AppearanceThe huge mature fronds measure up to 9 metres long. These largest ones are apparently found in Queensland where the lamina or blade can be up to 23 feet in length with the petiole or stalk being an additional 6 ft 6 in long. 29 ft 6 in fronds have also been reported for the variety A. e. teysmanniana in Java.
The succulent petioles, again in Queensland, can be up to four in thick, and in the variety A e. microura of the Solomon Islands the petiole can be up to 8 ft 9 in in length, joined to the trunk or caudex by a pulvinus which can be up to 8 inches thick that serves to raise and lower the frond in response to weather conditions.
This is the largest pulvinus of any known plant. At the base of each frond, surrounding the pulvinus like two catcher's mits, is a pair of fleshy stipules. A plant of the variety A. e palmiformis, native to the Philippines but growing at the Lyon Arboretum, Oahu, Hawai'i in June 1987 had stipules up to 9.25 inches long by 5.75 inches wide.
These are the largest stipules of any known plant. The fronds originate from a large thick rootstock, or caudex typically up to 150 cm high, but occasionally as much as ten feet in height, and up to 3.25 feet or perhaps even 6 ft 7 in in thickness. An individual with 29 ft 6 in fronds emerging from a caudex 18 inches thick could potentially have a crown spread of 61 feet, the greatest of any tree fern.
Naming''Angiopteris evecta'' is the type species of the genus ''Angiopteris''. It was originally described as ''Polypodium evectum'' by Georg Forster in 1786, before being reclassified and given its current binomial name in 1796 by Georg Franz Hoffmann. The species name is the Latin adjective ''evectus'' "swollen" or "inflated", probably a reference to its huge, bulbous pulvini. Common names include giant fern, king fern, oriental vessel fern, and mule's foot fern. In the Malay speaking nations it is called ''paku gajah''.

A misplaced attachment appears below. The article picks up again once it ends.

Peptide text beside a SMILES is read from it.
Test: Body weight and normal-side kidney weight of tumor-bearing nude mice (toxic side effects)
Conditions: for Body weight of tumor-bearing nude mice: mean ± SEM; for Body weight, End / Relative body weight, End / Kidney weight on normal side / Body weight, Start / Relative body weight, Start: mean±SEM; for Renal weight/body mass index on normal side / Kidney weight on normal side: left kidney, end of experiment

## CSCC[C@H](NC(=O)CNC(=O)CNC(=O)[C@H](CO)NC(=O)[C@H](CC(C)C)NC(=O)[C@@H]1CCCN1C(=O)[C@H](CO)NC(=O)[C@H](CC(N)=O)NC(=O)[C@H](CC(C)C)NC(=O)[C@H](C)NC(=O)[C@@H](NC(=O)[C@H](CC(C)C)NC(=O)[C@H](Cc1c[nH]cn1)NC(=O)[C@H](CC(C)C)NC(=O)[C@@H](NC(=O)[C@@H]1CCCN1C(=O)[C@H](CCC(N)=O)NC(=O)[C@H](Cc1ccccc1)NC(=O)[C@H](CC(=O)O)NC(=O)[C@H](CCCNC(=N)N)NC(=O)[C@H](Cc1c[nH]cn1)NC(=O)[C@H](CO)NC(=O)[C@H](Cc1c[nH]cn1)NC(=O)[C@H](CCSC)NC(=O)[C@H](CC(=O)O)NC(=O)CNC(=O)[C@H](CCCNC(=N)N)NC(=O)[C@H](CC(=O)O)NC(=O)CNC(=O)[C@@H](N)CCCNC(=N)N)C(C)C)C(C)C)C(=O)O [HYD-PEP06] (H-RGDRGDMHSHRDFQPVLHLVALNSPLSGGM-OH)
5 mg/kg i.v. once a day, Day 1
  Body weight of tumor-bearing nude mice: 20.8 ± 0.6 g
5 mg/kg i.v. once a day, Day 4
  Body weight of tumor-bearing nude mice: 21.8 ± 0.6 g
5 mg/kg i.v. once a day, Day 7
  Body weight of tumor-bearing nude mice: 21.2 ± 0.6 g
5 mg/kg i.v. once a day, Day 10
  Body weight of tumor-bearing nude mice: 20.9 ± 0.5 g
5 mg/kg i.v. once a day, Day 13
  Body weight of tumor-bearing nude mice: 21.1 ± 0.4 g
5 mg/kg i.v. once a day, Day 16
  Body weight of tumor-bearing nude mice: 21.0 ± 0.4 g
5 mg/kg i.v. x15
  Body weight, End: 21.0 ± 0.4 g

StatusListed as endangered in New South Wales, where it has been recorded growing in sub tropical rainforest, in the valley of the Tweed River. It is an invasive species in Hawaii and Jamaica.
Habitat''Angiopteris evecta'' can be grown in well-drained moist sites in the garden with some shade. It is very difficult to propagate by spores but the stipules from the frond base can be removed and will form a new plant in around a year in a medium of sand and peat.
UsesThe 1889 book 'The Useful Native Plants of Australia records Indigenous Australians ate the pith of this tree fern.
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